Is it ever possible to read too many books (or have too many books)? I do not think so! It was a blessing to read some wonderful, stirring, challenging, and invigorating books this past year. Here are the top five books books I read in 2020 that would be my top recommendations for you to pick up and dive into in 2021!
1. “Christ the Lord: The Reformation and Lordship Salvation” edited by Michael Horton
Michael Horton, along with a superb group of writers including men such as Robert Godfrey, deals with the late 1980s and early 1990s controversy surrounding “Lordship Salvation” involving men like John MacArthur and Zane Hodges. While the book is a little dated, the substance of the book is desperately needed still. This book provides a balanced treatment of justification, saving faith, repentance, and sanctification showing how much the evangelical church needs retrieval from the Protestant Reformation on these issues. Faithful pastoral ministry must handle the law and the gospel well. This book will equip pastors in that area.
2. “Interpreting the Scripture with the Great Tradition” by Craig A. Carter
This book will challenge your mind in many ways. I will confess that there are parts of it that required me to reread (section on metaphysics). However, keep plodding your way through the book and you will discover some rich treasures. Carter is calling the church back to biblical exegesis that marked men like Augustine, John Calvin, and were at the heart of the Nicene Creed. This is a tremendous resource for thinking about how Christ is present in the Scriptures.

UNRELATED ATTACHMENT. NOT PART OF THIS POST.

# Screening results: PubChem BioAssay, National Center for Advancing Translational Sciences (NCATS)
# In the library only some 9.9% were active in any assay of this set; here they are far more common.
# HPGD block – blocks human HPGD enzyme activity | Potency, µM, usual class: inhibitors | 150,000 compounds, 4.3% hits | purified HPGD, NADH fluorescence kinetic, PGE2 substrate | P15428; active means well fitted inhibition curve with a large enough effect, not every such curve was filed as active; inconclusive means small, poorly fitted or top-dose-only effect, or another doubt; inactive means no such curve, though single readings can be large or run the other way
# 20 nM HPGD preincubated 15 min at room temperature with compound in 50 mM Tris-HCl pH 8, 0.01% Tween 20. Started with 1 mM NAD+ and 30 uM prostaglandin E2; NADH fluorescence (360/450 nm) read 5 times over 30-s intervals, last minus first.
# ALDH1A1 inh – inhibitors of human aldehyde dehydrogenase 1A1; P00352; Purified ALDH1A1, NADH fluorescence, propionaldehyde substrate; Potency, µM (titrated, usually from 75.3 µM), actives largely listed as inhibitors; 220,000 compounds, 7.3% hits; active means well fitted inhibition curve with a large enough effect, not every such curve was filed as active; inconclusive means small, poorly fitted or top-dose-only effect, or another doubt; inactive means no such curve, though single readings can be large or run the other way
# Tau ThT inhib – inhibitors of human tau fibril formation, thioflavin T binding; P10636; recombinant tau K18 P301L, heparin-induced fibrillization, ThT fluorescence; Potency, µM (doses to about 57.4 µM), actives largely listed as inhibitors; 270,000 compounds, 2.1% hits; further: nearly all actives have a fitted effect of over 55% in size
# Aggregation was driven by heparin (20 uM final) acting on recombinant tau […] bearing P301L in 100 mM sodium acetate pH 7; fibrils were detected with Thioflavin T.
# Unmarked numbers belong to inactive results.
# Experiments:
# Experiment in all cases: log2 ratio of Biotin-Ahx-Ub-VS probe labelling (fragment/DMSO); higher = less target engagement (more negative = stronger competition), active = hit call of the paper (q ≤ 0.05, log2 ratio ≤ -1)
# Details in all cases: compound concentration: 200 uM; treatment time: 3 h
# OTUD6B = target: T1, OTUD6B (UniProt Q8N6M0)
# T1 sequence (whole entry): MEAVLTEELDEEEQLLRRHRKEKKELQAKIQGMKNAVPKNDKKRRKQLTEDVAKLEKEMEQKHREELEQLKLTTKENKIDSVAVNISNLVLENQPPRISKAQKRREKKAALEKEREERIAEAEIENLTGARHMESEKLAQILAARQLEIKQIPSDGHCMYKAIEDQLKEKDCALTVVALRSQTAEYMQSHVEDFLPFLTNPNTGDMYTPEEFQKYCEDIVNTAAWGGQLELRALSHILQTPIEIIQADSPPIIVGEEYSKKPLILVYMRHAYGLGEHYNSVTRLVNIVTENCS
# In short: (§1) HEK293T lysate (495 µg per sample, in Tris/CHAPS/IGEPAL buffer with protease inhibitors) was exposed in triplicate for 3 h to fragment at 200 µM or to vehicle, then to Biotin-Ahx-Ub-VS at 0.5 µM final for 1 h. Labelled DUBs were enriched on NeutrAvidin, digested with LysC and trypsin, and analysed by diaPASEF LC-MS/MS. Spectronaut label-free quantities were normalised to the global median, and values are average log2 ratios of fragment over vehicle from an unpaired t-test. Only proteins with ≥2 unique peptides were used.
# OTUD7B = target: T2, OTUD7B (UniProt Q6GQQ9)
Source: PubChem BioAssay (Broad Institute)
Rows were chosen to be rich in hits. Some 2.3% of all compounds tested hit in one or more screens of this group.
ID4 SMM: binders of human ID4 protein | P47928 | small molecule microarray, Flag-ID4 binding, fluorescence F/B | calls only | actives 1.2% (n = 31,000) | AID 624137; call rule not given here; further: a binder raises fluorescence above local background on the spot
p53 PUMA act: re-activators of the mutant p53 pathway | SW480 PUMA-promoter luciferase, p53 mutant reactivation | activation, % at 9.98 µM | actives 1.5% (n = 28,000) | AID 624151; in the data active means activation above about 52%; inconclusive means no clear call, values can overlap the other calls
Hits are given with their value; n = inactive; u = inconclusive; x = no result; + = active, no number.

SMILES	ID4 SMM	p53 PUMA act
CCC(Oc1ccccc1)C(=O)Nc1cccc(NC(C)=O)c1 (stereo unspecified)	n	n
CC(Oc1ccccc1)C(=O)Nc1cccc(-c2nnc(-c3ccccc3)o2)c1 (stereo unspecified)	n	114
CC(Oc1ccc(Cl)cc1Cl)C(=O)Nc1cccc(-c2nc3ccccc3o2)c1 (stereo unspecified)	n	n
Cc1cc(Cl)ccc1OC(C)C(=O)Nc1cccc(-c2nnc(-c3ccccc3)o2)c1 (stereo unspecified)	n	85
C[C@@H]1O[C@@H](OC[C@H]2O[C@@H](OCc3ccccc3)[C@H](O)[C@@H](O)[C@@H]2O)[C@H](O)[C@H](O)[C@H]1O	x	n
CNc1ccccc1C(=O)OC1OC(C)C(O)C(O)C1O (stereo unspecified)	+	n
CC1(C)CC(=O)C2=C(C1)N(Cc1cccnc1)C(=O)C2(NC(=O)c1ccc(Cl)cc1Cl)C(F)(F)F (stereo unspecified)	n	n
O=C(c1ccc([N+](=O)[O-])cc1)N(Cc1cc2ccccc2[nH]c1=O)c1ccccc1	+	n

3. “The Whole Christ” by Sinclair Ferguson
Sinclair Ferguson is one of my favorite preachers. Whether listening to him or reading him, I am always blessed by his labors. Our men’s group at NTBC went through this book together. Ferguson’s work is a mixture of historical theology along with a systematic unpacking of the law and the gospel. In this book, he uses the Marrow Controversy and subsequent issues to make a case that the church still wrestles with the issues of faith and repentance. I encourage you to read and discuss this book with someone.
4. “William Carey” by S. Pearce Carey
Biographies, especially written by family members, can become more of a hagiographic tribute rather than a telling of the real story. S. Pearce Carey, though the great-grandson of William Carey, does a balanced job overall of telling the story of the Baptist cobbler-preacher who left Britain to serve the interests of the kingdom of God in India. This book is written in a way that one feels that they are taking the journey with William Carey and going for an adventure! While S. Pearce Carey downplays theology some in this book, it is a biography that will encourage you.
5. “Green Pastures” by J. Ryan Davidson
I know the author of this work personally and it is out of a pastor’s heart that this book is written. Ryan Davidson explores and unpacks the concept of the ordinary means of grace in the life of a local church. So many of our churches are starving because they are led to entertainment and cotton candy theology but not the green pastures of Christ. Pastors will find great encouragement in this book to know that the ordinary rhythm of ministry is not in vain. Christ is present with His people through the Word and sacraments. This would be an excellent book to read and study with a group of people.